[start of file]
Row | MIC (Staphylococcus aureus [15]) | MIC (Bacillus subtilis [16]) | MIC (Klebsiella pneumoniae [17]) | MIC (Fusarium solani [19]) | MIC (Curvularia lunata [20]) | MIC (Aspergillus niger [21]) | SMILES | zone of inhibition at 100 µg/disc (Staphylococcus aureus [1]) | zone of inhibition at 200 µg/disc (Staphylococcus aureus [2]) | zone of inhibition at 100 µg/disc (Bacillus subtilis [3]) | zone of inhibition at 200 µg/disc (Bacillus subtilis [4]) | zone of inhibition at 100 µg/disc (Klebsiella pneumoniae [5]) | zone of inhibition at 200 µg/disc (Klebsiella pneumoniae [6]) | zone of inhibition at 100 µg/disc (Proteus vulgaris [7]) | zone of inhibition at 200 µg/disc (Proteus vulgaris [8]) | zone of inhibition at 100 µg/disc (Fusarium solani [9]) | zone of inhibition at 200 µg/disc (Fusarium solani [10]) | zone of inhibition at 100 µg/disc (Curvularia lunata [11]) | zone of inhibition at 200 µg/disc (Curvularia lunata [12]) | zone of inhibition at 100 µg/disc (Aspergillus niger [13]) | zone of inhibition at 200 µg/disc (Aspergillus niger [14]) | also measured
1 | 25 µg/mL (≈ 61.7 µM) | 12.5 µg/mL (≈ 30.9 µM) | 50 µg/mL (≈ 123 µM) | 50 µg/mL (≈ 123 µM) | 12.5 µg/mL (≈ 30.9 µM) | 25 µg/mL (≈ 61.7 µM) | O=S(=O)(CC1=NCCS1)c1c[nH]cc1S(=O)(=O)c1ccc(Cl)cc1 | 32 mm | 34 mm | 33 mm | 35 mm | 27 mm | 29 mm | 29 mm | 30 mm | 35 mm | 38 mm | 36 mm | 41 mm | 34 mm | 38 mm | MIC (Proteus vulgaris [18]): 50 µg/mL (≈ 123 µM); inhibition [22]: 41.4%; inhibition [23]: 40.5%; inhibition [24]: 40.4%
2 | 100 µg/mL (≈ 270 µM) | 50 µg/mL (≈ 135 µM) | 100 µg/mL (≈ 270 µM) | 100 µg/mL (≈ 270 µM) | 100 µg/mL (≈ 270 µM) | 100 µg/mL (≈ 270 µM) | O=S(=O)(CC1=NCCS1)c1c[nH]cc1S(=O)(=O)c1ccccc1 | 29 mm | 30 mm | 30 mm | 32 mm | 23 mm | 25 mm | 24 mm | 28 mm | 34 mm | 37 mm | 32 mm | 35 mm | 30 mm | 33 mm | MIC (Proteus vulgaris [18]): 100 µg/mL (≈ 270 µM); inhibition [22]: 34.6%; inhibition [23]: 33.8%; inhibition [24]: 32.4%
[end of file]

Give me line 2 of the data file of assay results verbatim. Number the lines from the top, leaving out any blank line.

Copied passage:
1 | 25 µg/mL (≈ 61.7 µM) | 12.5 µg/mL (≈ 30.9 µM) | 50 µg/mL (≈ 123 µM) | 50 µg/mL (≈ 123 µM) | 12.5 µg/mL (≈ 30.9 µM) | 25 µg/mL (≈ 61.7 µM) | O=S(=O)(CC1=NCCS1)c1c[nH]cc1S(=O)(=O)c1ccc(Cl)cc1 | 32 mm | 34 mm | 33 mm | 35 mm | 27 mm | 29 mm | 29 mm | 30 mm | 35 mm | 38 mm | 36 mm | 41 mm | 34 mm | 38 mm | MIC (Proteus vulgaris [18]): 50 µg/mL (≈ 123 µM); inhibition [22]: 41.4%; inhibition [23]: 40.5%; inhibition [24]: 40.4%